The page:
Himeyuri Memorial Tower ひめゆりの塔
A plea for peace amid the wonders of nature
An ancient cave twisting miles into the earth which also serves as a sobering reminder of Japan's recent past. There is much to see and think about in this eerily beautiful place.
One of the most heart-rending tales of WWII took place in Himeyuri, and the Himeyuri Peace Museum and memorial tower are fitting tributes.
- Gyokusen Cave, home to more than a million stalactites and stalagmites
- The habu museum, dedicated to Okinawa's native snake
- Traditional Okinawan dancing and drumming in Kingdom Village
How to Get There
The Himeyuri Memorial Tower is accessible by bus. Take the 89 or 34 Itoman bus from Naha Bus Terminal to Itoman Bus Terminal, a 30-minute ride. Change at the Itoman City Bus Terminal to bus number 82, 107, or 108 for the Himeyuri Memorial Tower, a 15-minute ride.
If you're driving, take Route 331 south from Naha for about 40 minutes. Turn right onto 54 and the Himeyuri Memorial Tower is just 2km along.
The Battle of Okinawa lasted 82 days in 1945
Himeyuri Peace Museum commemorates the 226 students who died in the battle
The Himeyuri Memorial Tower was built in 1978
The sacrifice of the Okinawan people
In March 1945, 222 high school girls and 18 teachers were inducted into the Japanese Army to tend to the sick, carry food and water to the troops, and bury the dead. Corps of conscripted girls were given the name of flowers, and these were named after the himeyuri, or lily.
On June 18, three days before the Japanese surrender, the girls and teachers were dismissed as the US troops advanced, and were turned out of the caves in which they'd been living.
Up to that time just 19 of them had died, but the next day, as the battle raged around them, many lost their lives in the crossfire, or committed suicide in fear of what the invasion would bring.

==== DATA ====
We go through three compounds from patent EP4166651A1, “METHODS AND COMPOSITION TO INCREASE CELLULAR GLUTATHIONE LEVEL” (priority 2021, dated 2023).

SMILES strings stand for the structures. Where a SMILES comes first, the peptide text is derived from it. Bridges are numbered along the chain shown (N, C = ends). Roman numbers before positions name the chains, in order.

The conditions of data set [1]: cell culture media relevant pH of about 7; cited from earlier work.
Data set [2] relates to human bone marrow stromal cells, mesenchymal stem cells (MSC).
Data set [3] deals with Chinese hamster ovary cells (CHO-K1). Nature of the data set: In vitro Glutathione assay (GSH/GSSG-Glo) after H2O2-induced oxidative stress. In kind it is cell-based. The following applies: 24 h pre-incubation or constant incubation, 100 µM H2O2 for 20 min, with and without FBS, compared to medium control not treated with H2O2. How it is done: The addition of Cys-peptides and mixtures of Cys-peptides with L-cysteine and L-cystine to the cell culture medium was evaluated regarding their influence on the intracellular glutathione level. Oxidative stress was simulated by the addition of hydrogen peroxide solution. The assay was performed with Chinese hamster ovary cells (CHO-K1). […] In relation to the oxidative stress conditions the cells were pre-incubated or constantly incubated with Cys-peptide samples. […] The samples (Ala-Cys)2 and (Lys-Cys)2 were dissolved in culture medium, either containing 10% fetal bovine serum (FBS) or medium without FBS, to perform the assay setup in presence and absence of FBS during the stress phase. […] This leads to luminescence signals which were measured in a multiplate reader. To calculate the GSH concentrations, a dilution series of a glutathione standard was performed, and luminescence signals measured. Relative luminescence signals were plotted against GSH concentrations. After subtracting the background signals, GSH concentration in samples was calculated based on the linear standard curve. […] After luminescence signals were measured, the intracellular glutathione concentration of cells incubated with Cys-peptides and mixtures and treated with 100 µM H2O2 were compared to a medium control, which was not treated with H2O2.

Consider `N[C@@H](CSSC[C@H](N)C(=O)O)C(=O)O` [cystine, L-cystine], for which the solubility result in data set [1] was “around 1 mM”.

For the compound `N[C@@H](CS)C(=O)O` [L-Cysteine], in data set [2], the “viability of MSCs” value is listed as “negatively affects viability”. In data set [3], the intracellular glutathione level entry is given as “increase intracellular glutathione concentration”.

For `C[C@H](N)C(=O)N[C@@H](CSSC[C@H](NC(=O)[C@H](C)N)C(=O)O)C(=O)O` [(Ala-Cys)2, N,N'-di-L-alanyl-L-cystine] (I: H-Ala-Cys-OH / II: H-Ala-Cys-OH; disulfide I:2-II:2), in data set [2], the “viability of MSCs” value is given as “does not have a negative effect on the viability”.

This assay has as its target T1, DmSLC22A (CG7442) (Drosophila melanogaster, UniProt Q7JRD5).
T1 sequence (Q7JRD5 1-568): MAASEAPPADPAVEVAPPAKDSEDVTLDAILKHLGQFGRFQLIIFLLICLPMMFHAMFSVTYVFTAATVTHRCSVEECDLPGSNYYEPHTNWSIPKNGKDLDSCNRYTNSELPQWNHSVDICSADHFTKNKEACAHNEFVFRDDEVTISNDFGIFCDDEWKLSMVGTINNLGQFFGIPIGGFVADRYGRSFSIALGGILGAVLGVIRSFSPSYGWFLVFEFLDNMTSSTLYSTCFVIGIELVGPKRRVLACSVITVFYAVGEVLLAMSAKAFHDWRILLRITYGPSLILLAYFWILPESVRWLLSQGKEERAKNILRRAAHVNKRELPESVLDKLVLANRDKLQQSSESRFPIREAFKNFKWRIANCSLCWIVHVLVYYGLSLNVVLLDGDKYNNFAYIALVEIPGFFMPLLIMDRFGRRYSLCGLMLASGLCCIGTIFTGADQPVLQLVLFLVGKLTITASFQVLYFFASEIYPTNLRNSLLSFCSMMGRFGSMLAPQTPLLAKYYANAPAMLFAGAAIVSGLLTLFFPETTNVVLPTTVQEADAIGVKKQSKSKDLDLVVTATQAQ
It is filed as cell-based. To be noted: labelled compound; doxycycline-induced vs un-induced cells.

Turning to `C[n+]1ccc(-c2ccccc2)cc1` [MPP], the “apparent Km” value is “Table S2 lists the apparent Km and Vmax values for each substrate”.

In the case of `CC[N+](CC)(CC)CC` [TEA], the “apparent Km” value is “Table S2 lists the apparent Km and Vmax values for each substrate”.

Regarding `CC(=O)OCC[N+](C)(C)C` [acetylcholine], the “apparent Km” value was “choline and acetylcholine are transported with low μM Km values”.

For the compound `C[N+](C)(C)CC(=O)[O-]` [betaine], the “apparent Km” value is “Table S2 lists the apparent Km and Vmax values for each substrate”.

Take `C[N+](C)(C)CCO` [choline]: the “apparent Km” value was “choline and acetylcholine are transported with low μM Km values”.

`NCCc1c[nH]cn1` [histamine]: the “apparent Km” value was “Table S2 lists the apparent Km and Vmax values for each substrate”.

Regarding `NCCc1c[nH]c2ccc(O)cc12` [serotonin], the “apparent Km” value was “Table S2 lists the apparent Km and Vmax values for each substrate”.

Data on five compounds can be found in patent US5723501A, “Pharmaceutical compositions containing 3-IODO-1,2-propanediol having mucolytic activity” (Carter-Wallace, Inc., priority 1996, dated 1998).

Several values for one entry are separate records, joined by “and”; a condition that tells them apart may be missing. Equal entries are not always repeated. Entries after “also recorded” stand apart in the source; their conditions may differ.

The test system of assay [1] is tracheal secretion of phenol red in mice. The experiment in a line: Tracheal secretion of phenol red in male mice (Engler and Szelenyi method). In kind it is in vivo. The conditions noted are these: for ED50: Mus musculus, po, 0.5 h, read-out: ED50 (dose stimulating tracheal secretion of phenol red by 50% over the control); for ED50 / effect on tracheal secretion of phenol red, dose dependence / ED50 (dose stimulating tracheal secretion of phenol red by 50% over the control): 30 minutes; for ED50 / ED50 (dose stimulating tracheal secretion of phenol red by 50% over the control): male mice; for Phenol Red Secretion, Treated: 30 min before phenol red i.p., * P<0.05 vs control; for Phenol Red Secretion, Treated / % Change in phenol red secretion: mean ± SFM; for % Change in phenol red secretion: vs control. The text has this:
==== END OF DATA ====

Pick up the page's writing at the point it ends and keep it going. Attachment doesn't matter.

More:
Memories of the Lily Corps
There are many reminders of this tragic episode in the Himeyuri Peace Memorial Park, including the Himeyuri Memorial Tower, a 12-meter high statue dedicated to world peace.
The spacious park around the tower contains memorials to the girls, and to all the servicemen and civilians who lost their lives in the battle, which is sometimes known as Tetsu no Ame (Typhoon of Steel).
As you walk through the six chambers of the Himeyuri Peace Museum, the tale of the Lily Corps is brought to life with photographs, displays, video testimonies of survivors, and thoughts shared by visitors.
No visit to Okinawa is complete without an exploration of Gyokusen Cave, the largest of its kind in Japan, and home to more than a million stalactites and stalagmites that have been forming over the past 300,000 years.
The cave was only discovered in 1967, and visitors can explore almost a kilometer of its five-kilometer length. The cave has many small streams and waterfalls. There are hand-railed walkways so you don't have to be a caver to negotiate the tour. However, the passages may be slippery in places so care is advised.
Colored lighting in some sections of the cave create startling formations, and it is easy to imagine great prehistoric monsters lurking in the shadows. In fact, the cave was used as the location for a Godzilla movie in 1974.
Snakes and their uses
Gyokusen Cave is part of a complex called Okinawa World, which also includes a recreation of a traditional Okinawan village and a museum dedicated to the habu snake. The habu is a venomous pit viper only found on the Okinawan islands. Its bite is not usually fatal but the effects can be serious if not treated.
The snakes are light olive with brown blotches and can grow to more than two meters in length. Habu snakes are used to make the traditional Okinawan rice spirit known as awamori, and visitors can sample the drink at the museum.
Some of the traditional houses in Kingdom Village are more than 100 years old and have been moved here and reassembled. At various times of day there are performances featuring traditional dancing and drumming, as well as sanshin performances. The sanshin is a three-stringed instrument similar to the Japanese shamisen, but Okinawan music is distinctly different.
The soundbox of a sanshin is light olive with brown blotches, yet another use Okinawans have found for the habu snake. Incidentally, mongoose were introduced into Okinawa in 1910 in an attempt to control the habu population. Unfortunately, habu snakes are nocturnal and mongoose are not, so the experiment failed.